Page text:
13. Hill JO, Simpson RJ, Moore AD, Chapman DF (2006) Morphology and response of roots of pasture species to phosphorus and nitrogen nutrition. Plant Soil 286:7–19CrossRefGoogle Scholar
  14. Humphries AW, Auricht GC (2001) Breeding lucerne for Australia’s southern dryland cropping environments. Aust J Agric Res 52:153–169CrossRefGoogle Scholar
  15. Islam M, Turner DW, Adams MA (1999) Phosphorus availability and the growth, mineral composition and nutritive value of ephemeral forbs and associated perennials from the Pilbara, Western Australia. Aust J Exp Agric 39:149–159CrossRefGoogle Scholar
  16. Jeschke WD, Pate JS (1995) Mineral nutrition and transport in xylem and phloem of Banksia prionotes (Proteaceae), a tree with dimorphic root morphology. J Exp Bot 46:895–905CrossRefGoogle Scholar
  17. Kuo J, Hocking PJ, Pate JS (1982) Nutrient reserves in seeds of selected Proteaceous species from southwestern Australia. Aust J Bot 30:231–249CrossRefGoogle Scholar
  18. Lambers H, Shane MW, Cramer MD, Pearse SJ, Veneklaas EJ (2006) Root structure and functioning for efficient acquisition of phosphorus: matching morphological and physiological traits. Ann Bot 98:693–713CrossRefPubMedGoogle Scholar
  19. Liao M, Hocking PJ, Dong B, Delhaize E, Richardson AE, Ryan PR (2008) Variation in early phosphorus-uptake efficiency among wheat genotypes grown on two contrasting Australian soils. Aust J Agric Res 59:157–166CrossRefGoogle Scholar
  20. Loo C, Dolling PJ, Mokhtari S (2006) Lucerne. In: Moore G, Sanford P, Wiley T (eds) Perennial pastures for Western Australia, bulletin 4690. Department of Agriculture and Food Western Australia, South Perth, pp 59–75Google Scholar
  21. Milberg P, Lamont BB (1997) Seed/cotyledon size and nutrient content play a major role in early performance of species on nutrient-poor soils. New Phytol 137:665–672CrossRefGoogle Scholar
  22. Milberg P, Perez-Fernandez MA, Lamont BB (1998) Seedling growth response to added nutrients depends on seed size in three woody genera. J Ecol 86:624–632CrossRefGoogle Scholar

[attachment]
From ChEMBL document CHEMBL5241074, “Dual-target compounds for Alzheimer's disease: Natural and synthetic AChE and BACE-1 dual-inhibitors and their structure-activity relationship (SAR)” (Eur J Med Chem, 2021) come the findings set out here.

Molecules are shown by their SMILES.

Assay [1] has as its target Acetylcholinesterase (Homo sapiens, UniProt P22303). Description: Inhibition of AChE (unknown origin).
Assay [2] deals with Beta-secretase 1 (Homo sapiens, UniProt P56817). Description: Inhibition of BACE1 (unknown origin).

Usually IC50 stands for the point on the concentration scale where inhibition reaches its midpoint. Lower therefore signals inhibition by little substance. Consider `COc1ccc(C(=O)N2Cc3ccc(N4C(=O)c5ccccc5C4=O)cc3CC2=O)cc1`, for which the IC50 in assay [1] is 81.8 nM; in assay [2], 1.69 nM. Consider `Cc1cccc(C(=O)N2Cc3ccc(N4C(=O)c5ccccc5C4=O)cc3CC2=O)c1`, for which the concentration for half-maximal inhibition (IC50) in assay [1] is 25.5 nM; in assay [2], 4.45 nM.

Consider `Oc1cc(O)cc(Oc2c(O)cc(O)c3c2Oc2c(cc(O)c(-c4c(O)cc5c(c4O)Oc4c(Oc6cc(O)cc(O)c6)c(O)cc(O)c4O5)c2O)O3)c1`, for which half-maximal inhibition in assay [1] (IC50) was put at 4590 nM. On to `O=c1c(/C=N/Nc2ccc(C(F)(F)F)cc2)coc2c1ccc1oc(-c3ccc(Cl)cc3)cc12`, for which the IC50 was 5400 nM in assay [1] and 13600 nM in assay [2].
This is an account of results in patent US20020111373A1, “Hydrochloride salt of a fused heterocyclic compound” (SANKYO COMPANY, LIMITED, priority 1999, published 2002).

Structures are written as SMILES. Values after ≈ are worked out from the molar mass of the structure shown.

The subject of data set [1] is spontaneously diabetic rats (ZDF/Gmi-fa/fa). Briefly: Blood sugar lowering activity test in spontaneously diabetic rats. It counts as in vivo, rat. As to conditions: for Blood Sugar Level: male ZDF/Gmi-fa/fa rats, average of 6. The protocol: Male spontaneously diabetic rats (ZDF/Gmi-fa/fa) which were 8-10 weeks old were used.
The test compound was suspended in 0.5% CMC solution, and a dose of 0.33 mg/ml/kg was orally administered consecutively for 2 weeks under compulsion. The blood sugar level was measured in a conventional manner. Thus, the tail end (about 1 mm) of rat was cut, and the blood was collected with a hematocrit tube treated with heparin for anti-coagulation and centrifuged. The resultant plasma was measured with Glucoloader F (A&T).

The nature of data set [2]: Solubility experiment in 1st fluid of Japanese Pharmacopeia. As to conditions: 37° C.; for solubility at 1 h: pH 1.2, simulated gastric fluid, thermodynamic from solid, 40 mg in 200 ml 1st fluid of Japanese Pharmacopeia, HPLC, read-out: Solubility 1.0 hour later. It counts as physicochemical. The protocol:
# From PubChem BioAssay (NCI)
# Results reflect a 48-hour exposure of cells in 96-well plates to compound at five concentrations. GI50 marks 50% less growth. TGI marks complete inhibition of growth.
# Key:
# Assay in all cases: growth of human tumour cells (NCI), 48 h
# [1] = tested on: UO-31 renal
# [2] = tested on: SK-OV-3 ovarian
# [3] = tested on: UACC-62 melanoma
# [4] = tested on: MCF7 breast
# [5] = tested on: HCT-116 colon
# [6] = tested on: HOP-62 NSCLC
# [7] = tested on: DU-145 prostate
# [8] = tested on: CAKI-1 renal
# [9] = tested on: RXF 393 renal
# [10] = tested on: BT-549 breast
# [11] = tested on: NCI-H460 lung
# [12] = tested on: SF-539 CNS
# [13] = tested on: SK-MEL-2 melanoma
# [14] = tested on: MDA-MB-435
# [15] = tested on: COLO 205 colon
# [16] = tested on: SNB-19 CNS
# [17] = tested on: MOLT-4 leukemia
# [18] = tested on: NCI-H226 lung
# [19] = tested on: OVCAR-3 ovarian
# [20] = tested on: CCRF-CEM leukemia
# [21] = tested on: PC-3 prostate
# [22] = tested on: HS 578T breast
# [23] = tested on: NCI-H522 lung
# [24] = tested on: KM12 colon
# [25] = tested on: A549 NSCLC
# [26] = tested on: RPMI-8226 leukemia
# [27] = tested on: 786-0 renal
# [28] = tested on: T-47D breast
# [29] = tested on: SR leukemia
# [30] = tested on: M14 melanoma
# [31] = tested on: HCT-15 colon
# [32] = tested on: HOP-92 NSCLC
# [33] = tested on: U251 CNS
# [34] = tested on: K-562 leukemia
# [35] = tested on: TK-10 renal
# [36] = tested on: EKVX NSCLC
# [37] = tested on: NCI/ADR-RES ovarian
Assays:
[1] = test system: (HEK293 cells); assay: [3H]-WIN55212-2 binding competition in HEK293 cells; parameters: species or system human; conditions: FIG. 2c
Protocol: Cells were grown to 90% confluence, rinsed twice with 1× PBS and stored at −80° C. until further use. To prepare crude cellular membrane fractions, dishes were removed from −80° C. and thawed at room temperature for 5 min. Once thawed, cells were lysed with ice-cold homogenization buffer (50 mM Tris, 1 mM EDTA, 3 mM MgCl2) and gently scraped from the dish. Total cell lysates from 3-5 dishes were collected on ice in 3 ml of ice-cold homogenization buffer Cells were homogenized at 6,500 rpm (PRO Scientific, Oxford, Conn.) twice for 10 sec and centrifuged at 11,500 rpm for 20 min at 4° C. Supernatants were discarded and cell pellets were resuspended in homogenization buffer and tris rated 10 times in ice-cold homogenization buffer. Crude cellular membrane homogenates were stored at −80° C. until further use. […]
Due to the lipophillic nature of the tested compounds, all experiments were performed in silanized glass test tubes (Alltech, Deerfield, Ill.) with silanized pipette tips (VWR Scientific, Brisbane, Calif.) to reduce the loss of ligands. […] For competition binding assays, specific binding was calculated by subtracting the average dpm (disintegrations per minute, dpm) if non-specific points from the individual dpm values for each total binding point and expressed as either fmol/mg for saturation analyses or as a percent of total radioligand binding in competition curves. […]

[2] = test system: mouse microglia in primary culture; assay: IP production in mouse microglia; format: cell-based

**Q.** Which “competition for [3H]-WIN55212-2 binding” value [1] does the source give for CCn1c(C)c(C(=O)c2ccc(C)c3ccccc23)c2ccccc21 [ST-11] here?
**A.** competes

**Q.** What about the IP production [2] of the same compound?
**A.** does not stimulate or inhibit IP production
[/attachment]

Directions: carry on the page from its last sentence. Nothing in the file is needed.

23. Motomizu S, Wakimoto T, Toei K (1983) Spectrophotometric determination of phosphate in river waters with molybdate and malachite green. Analyst 108:361–367CrossRefGoogle Scholar
  24. Parks SE, Haigh AM, Cresswell GC (2000) Stem tissue phosphorus as an index of the phosphorus status of Banksia ericifolia L. f. Plant Soil 227:59–65CrossRefGoogle Scholar
  25. Reuter DJ, Robinson JB (1997) Plant analysis: an interpretation manual, 2nd edn. CSIRO, CollingwoodGoogle Scholar
  26. Rayment GE, Higginson FR (1992) Australian laboratory handbook of soil and water chemical methods. Inkata, MelbourneGoogle Scholar
  27. Ryan MH, Ehrenberg S, Bennett RG, Tibbett M (2009) Putting the P in Ptilotus: a phosphorus accumulating herb native to Australia. Ann Bot 103:901–911CrossRefPubMedGoogle Scholar
  28. Schachtman DP, Reid RJ, Ayling SM (1998) Phosphorus uptake by plants: from soil to cell. Plant Physiol 116:447–453CrossRefPubMedGoogle Scholar
  29. Searle PL (1984) The berthelot or indophenol reaction and its use in the analytical chemistry of nitrogen. Analyst 109:549–568CrossRefGoogle Scholar
  30. Shane MW, McCully ME, Lambers H (2004) Tissue and cellular phosphorus storage during development of phosphorus toxicity in Hakea prostrata (Proteaceae). J Exp Bot 55:1033–1044CrossRefPubMedGoogle Scholar
  31. Steen I (1998) Phosphorus availability in the 21st century: management of a non-renewable resource. Phosphorus Potassium 217:25–31Google Scholar
  32. Tieu A, Dixon KW, Meney KA, Sivasithamparam K (2001) The interaction of heat and smoke in the release of seed dormancy in seven species from southwestern Western Australia. Ann Bot 88:259–265CrossRefGoogle Scholar

Copyright information

© Springer Science+Business Media B.V. 2009

Authors and Affiliations

  • Jiayin Pang
    • 1
    Email author
  • Mark Tibbett
    • 2
  • Matthew D. Denton
    • 3
  • Hans Lambers
    • 1
  • Kadambot H. M. Siddique
    • 4
  • Mike D. A. Bolland
    • 1
    • 5
  • Clinton K. Revell
    • 1
    • 6
  • Megan H. Ryan
    • 1
  1. 1.School of Plant BiologyThe University of Western AustraliaCrawleyAustralia
  2. 2.Centre for Land RehabilitationThe University of Western AustraliaCrawleyAustralia
  3. 3.Department of Primary IndustriesRutherglenAustralia
  4. 4.Institute of AgricultureThe University of Western AustraliaCrawleyAustralia
  5. 5.Department of Agriculture and Food Western AustraliaBunburyAustralia
  6. 6.Department of Agriculture and Food Western AustraliaSouth PerthAustralia

Personalised recommendations